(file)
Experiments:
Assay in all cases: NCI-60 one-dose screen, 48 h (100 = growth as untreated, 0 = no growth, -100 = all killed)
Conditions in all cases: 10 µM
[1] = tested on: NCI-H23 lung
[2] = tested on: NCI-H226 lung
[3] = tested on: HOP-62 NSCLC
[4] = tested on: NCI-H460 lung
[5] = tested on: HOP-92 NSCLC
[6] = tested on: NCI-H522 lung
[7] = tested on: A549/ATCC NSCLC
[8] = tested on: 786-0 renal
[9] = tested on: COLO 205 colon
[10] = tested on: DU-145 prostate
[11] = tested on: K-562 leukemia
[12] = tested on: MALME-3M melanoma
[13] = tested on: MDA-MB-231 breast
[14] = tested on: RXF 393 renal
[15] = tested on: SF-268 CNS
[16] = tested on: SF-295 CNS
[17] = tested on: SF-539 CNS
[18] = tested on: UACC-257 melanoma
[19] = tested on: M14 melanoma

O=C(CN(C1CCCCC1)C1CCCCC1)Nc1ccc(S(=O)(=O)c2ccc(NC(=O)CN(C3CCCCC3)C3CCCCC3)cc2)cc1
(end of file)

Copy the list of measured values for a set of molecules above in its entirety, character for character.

Experiments:
Assay in all cases: NCI-60 one-dose screen, 48 h (100 = growth as untreated, 0 = no growth, -100 = all killed)
Conditions in all cases: 10 µM
[1] = tested on: NCI-H23 lung
[2] = tested on: NCI-H226 lung
[3] = tested on: HOP-62 NSCLC
[4] = tested on: NCI-H460 lung
[5] = tested on: HOP-92 NSCLC
[6] = tested on: NCI-H522 lung
[7] = tested on: A549/ATCC NSCLC
[8] = tested on: 786-0 renal
[9] = tested on: COLO 205 colon
[10] = tested on: DU-145 prostate
[11] = tested on: K-562 leukemia
[12] = tested on: MALME-3M melanoma
[13] = tested on: MDA-MB-231 breast
[14] = tested on: RXF 393 renal
[15] = tested on: SF-268 CNS
[16] = tested on: SF-295 CNS
[17] = tested on: SF-539 CNS
[18] = tested on: UACC-257 melanoma
[19] = tested on: M14 melanoma

O=C(CN(C1CCCCC1)C1CCCCC1)Nc1ccc(S(=O)(=O)c2ccc(NC(=O)CN(C3CCCCC3)C3CCCCC3)cc2)cc1